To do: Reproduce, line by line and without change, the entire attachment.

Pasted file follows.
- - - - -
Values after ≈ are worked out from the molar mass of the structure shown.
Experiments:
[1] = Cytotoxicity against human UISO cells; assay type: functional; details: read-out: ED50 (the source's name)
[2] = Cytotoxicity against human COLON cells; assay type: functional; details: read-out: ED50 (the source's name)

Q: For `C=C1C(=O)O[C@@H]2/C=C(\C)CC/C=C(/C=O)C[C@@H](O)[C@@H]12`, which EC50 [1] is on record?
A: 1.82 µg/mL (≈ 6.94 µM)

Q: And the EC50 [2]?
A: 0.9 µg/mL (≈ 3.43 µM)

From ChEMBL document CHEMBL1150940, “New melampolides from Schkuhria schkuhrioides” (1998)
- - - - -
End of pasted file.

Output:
Values after ≈ are worked out from the molar mass of the structure shown.
Experiments:
[1] = Cytotoxicity against human UISO cells; assay type: functional; details: read-out: ED50 (the source's name)
[2] = Cytotoxicity against human COLON cells; assay type: functional; details: read-out: ED50 (the source's name)

Q: For `C=C1C(=O)O[C@@H]2/C=C(\C)CC/C=C(/C=O)C[C@@H](O)[C@@H]12`, which EC50 [1] is on record?
A: 1.82 µg/mL (≈ 6.94 µM)

Q: And the EC50 [2]?
A: 0.9 µg/mL (≈ 3.43 µM)

From ChEMBL document CHEMBL1150940, “New melampolides from Schkuhria schkuhrioides” (1998)